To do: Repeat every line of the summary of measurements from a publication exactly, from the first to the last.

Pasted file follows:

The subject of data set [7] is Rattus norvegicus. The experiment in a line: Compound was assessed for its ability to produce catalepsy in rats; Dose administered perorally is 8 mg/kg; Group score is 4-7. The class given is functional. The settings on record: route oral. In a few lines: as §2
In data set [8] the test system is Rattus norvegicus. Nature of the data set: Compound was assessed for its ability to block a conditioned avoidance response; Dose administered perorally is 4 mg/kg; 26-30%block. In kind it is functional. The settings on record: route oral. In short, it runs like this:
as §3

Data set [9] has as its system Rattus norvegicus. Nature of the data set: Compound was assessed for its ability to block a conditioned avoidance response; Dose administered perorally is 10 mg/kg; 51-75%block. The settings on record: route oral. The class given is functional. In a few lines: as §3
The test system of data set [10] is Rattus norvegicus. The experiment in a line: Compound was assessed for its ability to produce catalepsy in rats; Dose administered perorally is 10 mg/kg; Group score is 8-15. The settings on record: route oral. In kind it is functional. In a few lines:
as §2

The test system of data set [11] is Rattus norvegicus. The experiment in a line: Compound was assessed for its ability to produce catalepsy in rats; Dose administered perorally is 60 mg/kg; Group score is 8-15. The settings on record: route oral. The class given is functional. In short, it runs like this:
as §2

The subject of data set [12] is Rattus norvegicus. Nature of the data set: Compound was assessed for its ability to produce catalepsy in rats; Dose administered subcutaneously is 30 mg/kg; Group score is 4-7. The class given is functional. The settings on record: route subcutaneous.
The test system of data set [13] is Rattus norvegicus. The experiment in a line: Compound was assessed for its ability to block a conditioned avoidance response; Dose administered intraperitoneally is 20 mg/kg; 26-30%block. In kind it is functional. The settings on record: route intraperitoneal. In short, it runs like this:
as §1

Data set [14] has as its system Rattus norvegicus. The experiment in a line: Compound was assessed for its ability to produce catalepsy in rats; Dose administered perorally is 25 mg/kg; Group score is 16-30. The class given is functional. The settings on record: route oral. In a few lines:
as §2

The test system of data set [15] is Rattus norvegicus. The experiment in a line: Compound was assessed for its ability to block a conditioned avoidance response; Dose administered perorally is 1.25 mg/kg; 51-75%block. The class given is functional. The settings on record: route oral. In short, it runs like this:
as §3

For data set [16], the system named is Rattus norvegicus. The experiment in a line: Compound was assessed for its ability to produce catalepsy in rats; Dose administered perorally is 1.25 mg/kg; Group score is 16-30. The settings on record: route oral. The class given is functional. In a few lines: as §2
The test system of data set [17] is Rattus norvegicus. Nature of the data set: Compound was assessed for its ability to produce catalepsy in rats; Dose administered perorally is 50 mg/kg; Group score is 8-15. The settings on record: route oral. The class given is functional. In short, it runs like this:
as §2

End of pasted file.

The subject of data set [7] is Rattus norvegicus. The experiment in a line: Compound was assessed for its ability to produce catalepsy in rats; Dose administered perorally is 8 mg/kg; Group score is 4-7. The class given is functional. The settings on record: route oral. In a few lines: as §2
In data set [8] the test system is Rattus norvegicus. Nature of the data set: Compound was assessed for its ability to block a conditioned avoidance response; Dose administered perorally is 4 mg/kg; 26-30%block. In kind it is functional. The settings on record: route oral. In short, it runs like this:
as §3

Data set [9] has as its system Rattus norvegicus. Nature of the data set: Compound was assessed for its ability to block a conditioned avoidance response; Dose administered perorally is 10 mg/kg; 51-75%block. The settings on record: route oral. The class given is functional. In a few lines: as §3
The test system of data set [10] is Rattus norvegicus. The experiment in a line: Compound was assessed for its ability to produce catalepsy in rats; Dose administered perorally is 10 mg/kg; Group score is 8-15. The settings on record: route oral. In kind it is functional. In a few lines:
as §2

The test system of data set [11] is Rattus norvegicus. The experiment in a line: Compound was assessed for its ability to produce catalepsy in rats; Dose administered perorally is 60 mg/kg; Group score is 8-15. The settings on record: route oral. The class given is functional. In short, it runs like this:
as §2

The subject of data set [12] is Rattus norvegicus. Nature of the data set: Compound was assessed for its ability to produce catalepsy in rats; Dose administered subcutaneously is 30 mg/kg; Group score is 4-7. The class given is functional. The settings on record: route subcutaneous.
The test system of data set [13] is Rattus norvegicus. The experiment in a line: Compound was assessed for its ability to block a conditioned avoidance response; Dose administered intraperitoneally is 20 mg/kg; 26-30%block. In kind it is functional. The settings on record: route intraperitoneal. In short, it runs like this:
as §1

Data set [14] has as its system Rattus norvegicus. The experiment in a line: Compound was assessed for its ability to produce catalepsy in rats; Dose administered perorally is 25 mg/kg; Group score is 16-30. The class given is functional. The settings on record: route oral. In a few lines:
as §2

The test system of data set [15] is Rattus norvegicus. The experiment in a line: Compound was assessed for its ability to block a conditioned avoidance response; Dose administered perorally is 1.25 mg/kg; 51-75%block. The class given is functional. The settings on record: route oral. In short, it runs like this:
as §3

For data set [16], the system named is Rattus norvegicus. The experiment in a line: Compound was assessed for its ability to produce catalepsy in rats; Dose administered perorally is 1.25 mg/kg; Group score is 16-30. The settings on record: route oral. The class given is functional. In a few lines: as §2
The test system of data set [17] is Rattus norvegicus. Nature of the data set: Compound was assessed for its ability to produce catalepsy in rats; Dose administered perorally is 50 mg/kg; Group score is 8-15. The settings on record: route oral. The class given is functional. In short, it runs like this:
as §2